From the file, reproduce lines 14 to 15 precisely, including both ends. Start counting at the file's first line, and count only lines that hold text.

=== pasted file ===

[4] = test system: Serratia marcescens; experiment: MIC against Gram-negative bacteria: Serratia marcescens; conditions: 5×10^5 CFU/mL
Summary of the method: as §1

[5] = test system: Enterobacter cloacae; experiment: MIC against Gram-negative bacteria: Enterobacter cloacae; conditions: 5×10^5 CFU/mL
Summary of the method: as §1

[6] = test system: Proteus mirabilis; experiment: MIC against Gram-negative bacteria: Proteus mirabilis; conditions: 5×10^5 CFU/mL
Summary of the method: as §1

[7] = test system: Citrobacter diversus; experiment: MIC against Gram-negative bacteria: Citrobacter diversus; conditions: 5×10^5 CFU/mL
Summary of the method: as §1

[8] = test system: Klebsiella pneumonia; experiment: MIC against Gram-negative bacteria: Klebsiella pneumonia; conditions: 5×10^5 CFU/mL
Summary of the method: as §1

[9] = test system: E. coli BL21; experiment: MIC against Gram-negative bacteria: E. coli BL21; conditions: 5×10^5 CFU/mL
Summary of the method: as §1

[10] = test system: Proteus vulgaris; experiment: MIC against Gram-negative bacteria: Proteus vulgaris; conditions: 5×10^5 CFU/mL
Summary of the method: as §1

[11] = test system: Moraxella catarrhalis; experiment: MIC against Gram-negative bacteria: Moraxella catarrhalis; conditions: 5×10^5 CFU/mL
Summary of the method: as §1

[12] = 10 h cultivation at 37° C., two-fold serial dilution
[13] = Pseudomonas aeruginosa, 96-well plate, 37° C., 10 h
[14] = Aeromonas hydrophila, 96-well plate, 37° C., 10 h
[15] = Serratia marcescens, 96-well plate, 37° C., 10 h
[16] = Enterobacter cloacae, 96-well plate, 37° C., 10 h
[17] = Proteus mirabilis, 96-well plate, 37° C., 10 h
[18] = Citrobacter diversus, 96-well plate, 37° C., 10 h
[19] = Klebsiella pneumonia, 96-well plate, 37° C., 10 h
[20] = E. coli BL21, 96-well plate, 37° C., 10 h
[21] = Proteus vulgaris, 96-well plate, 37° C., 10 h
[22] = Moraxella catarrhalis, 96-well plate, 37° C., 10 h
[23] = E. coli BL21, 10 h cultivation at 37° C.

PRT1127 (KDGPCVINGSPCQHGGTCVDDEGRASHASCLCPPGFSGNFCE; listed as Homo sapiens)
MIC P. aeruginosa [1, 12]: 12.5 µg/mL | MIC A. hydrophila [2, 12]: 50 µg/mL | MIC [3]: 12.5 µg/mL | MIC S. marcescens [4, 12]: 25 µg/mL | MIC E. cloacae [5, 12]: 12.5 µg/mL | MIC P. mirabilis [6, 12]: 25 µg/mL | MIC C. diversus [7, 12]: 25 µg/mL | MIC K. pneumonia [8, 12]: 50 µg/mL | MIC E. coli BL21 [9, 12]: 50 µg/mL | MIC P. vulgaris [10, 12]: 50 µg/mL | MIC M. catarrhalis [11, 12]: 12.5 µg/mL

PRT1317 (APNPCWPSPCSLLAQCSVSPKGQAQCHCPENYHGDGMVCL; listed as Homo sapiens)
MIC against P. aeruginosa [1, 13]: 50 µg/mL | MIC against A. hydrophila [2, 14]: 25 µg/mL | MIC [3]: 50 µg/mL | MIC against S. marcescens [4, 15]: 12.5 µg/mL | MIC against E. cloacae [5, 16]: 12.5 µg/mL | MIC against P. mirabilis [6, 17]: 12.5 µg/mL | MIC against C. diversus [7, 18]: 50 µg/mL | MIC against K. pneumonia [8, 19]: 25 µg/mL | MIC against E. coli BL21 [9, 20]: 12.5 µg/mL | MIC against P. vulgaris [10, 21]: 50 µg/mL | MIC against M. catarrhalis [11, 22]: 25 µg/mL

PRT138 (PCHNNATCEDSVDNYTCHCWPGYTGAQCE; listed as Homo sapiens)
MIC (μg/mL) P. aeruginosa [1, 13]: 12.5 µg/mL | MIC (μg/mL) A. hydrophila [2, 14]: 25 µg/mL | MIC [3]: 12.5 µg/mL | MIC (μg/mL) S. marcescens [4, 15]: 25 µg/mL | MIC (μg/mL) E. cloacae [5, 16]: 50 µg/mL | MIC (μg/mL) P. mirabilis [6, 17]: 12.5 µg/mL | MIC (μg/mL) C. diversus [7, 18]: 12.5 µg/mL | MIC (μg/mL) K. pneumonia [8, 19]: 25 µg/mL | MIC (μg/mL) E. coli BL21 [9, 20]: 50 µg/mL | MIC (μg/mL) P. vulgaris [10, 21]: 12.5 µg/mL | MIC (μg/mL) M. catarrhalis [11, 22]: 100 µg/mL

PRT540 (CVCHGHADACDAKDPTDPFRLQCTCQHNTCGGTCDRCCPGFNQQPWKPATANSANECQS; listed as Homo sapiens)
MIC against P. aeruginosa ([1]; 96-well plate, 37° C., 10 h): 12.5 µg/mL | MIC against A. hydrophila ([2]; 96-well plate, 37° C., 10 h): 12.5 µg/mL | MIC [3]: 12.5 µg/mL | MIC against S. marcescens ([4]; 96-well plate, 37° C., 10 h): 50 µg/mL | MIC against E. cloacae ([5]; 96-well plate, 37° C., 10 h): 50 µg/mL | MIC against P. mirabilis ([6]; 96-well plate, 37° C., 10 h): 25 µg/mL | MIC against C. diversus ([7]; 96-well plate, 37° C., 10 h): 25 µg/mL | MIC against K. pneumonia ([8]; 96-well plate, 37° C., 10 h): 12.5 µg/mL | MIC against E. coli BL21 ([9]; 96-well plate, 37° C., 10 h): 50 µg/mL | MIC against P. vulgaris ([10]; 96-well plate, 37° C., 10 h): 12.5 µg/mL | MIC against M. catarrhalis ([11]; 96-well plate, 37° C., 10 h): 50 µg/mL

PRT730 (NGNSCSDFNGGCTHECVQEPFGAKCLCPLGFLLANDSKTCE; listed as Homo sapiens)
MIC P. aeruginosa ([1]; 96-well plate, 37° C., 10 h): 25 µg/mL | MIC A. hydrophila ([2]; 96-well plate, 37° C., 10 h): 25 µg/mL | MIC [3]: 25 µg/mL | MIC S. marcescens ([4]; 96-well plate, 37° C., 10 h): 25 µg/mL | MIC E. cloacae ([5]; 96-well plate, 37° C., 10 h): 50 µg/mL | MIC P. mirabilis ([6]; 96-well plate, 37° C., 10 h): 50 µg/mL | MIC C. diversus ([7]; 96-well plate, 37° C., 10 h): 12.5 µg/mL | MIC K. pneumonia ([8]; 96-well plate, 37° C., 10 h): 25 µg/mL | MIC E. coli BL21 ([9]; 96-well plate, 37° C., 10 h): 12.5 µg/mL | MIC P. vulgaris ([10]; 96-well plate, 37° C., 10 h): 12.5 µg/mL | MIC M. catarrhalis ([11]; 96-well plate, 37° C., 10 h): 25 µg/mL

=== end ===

Summary of the method: as §1

[11] = test system: Moraxella catarrhalis; experiment: MIC against Gram-negative bacteria: Moraxella catarrhalis; conditions: 5×10^5 CFU/mL